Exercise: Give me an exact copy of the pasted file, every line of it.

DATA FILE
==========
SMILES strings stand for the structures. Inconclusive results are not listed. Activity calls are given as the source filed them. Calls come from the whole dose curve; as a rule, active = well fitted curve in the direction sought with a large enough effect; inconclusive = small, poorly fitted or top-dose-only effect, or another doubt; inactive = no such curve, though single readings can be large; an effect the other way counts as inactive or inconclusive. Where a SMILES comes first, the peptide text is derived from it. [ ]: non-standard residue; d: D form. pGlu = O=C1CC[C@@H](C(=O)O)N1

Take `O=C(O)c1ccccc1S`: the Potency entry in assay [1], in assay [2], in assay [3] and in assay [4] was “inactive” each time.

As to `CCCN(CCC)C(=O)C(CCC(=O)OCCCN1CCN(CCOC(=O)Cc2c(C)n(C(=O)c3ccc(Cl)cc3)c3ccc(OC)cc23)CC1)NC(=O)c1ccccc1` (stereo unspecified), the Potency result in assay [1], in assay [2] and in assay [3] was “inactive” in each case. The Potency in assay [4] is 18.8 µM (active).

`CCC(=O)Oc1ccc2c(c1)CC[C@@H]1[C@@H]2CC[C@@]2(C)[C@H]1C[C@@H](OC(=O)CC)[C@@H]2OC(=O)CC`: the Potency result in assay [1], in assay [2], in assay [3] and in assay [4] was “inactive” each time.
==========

SMILES strings stand for the structures. Inconclusive results are not listed. Activity calls are given as the source filed them. Calls come from the whole dose curve; as a rule, active = well fitted curve in the direction sought with a large enough effect; inconclusive = small, poorly fitted or top-dose-only effect, or another doubt; inactive = no such curve, though single readings can be large; an effect the other way counts as inactive or inconclusive. Where a SMILES comes first, the peptide text is derived from it. [ ]: non-standard residue; d: D form. pGlu = O=C1CC[C@@H](C(=O)O)N1

Take `O=C(O)c1ccccc1S`: the Potency entry in assay [1], in assay [2], in assay [3] and in assay [4] was “inactive” each time.

As to `CCCN(CCC)C(=O)C(CCC(=O)OCCCN1CCN(CCOC(=O)Cc2c(C)n(C(=O)c3ccc(Cl)cc3)c3ccc(OC)cc23)CC1)NC(=O)c1ccccc1` (stereo unspecified), the Potency result in assay [1], in assay [2] and in assay [3] was “inactive” in each case. The Potency in assay [4] is 18.8 µM (active).

`CCC(=O)Oc1ccc2c(c1)CC[C@@H]1[C@@H]2CC[C@@]2(C)[C@H]1C[C@@H](OC(=O)CC)[C@@H]2OC(=O)CC`: the Potency result in assay [1], in assay [2], in assay [3] and in assay [4] was “inactive” each time.